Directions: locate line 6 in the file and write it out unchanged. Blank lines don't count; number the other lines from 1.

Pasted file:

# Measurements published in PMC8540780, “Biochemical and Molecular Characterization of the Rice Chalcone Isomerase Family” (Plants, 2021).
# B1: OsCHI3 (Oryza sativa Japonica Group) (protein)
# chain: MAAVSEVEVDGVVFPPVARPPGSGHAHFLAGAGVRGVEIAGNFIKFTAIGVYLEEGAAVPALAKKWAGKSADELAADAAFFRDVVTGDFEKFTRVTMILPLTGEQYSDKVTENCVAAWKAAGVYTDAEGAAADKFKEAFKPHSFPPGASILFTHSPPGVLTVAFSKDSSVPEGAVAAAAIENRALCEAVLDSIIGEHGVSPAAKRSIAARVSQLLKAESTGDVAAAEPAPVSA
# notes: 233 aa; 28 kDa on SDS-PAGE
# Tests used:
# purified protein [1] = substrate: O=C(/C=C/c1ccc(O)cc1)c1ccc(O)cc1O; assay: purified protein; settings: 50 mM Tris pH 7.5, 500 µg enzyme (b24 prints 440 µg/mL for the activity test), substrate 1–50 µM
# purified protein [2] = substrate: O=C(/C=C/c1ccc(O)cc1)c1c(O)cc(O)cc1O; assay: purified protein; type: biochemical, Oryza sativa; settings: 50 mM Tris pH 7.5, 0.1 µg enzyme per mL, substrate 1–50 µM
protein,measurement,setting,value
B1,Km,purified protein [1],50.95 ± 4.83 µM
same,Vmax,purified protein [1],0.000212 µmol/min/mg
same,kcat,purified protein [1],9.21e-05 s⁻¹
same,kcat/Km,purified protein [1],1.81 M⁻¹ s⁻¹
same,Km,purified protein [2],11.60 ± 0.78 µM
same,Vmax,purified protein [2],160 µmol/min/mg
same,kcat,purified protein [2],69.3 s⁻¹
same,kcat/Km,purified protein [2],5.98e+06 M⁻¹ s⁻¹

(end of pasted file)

# purified protein [1] = substrate: O=C(/C=C/c1ccc(O)cc1)c1ccc(O)cc1O; assay: purified protein; settings: 50 mM Tris pH 7.5, 500 µg enzyme (b24 prints 440 µg/mL for the activity test), substrate 1–50 µM